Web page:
Shared User Checker
By Robert Hansen
Preface: We no longer live in veiled gardens. Users tend to use many sites, and tend to have similar passwords across those sites. When a successful attack occurs that victim site becomes the least common denominator. All sites that share those users are now potential targets. A compromised user often represents a compromised user on more than one platform. During the latest Gawker hack, an estimated 1.3 million users were compromised. That includes users including government officials, to the lowest private citizen and thousands of people in between.
Overview: As private citizens, it is our duty to help protect our users and their accounts just as much as it is their duty to protect ours. During the latest Gawker compromise, SecTheory took it upon itself to begin to parse apart the file and begin to contact companies that it has had private relationships with who were compromised. This included many extremely large companies, with international presences. The amount of compromise was significant.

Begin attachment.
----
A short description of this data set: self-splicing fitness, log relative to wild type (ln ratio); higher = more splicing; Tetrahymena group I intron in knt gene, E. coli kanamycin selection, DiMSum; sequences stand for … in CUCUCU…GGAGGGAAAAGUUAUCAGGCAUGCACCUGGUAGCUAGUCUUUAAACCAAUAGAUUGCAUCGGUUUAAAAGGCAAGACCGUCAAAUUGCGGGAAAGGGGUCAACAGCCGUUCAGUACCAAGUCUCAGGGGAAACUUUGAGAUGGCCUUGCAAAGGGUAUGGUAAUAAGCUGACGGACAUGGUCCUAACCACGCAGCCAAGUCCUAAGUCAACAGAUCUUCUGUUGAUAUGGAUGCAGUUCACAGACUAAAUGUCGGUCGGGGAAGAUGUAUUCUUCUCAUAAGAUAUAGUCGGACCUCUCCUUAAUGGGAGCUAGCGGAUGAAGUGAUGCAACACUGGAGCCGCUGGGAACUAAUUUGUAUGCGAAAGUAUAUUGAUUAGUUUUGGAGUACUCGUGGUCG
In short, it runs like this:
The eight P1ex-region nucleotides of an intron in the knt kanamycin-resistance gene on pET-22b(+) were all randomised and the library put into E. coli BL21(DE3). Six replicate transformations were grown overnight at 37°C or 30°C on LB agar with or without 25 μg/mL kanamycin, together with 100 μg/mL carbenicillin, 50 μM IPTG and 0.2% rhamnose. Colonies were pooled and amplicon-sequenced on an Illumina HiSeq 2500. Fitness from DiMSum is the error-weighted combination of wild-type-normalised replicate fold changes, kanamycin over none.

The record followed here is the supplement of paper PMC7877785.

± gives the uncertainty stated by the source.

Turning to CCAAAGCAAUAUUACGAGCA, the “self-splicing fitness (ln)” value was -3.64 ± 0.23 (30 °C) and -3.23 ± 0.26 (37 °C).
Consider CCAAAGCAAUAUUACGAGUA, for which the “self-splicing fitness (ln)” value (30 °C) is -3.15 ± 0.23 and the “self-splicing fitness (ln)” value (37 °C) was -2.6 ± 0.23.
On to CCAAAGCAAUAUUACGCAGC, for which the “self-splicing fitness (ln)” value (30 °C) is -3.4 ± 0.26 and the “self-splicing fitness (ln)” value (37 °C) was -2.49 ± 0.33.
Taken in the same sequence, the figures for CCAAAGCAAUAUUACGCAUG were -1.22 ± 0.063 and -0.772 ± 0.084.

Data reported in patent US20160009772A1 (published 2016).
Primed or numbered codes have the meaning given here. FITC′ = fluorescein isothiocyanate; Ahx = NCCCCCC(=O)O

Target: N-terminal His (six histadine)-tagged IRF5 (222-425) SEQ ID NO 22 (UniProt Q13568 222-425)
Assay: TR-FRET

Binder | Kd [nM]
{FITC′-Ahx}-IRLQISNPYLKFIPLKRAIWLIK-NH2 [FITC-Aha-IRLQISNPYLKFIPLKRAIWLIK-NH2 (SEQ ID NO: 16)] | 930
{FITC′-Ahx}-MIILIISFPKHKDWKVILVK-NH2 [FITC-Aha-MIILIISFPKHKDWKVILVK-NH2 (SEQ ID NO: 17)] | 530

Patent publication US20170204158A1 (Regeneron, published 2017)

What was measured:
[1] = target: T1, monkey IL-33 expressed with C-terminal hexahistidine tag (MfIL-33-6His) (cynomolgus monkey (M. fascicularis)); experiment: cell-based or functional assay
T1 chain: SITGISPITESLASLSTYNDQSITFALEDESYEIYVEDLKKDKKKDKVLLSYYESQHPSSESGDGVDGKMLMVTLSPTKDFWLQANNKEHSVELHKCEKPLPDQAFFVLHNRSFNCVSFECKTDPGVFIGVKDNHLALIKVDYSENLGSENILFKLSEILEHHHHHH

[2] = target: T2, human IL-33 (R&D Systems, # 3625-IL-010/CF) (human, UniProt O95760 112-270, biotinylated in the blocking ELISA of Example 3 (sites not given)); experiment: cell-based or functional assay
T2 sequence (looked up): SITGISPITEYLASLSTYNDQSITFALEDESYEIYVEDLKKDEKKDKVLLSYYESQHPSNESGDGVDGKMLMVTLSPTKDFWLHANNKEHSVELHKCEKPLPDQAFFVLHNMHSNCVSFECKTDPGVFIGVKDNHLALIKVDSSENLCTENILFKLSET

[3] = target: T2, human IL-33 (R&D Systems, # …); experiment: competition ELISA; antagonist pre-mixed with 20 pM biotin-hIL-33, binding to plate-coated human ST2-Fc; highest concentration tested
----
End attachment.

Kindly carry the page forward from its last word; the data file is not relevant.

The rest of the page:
After talking with Joost de Valk, SecTheory developed a small API to allow users to identify if their accounts have been compromised. The API takes in the user's email address and returns a binary flag (1 for compromised and 0 for uncompromised). Below is a slightly modified version of the same API:
Joost de Valk then took the SecTheory API and extended it to be used within WordPress by way of a plugin called Shared User Checker. Now WordPress administrators can identify which of their users may have been compromised. By identifying those users not only are those administrators making their own users more secure, but they are alerting those users to the potential harm their passwords may cause them on other websites. These users did nothing wrong, and shouldn't be punished, but because they often use the same passwords it is important that they be alerted to the very real threat.
Thanks: Special thanks to Joost de Valk and to James Flom for their help.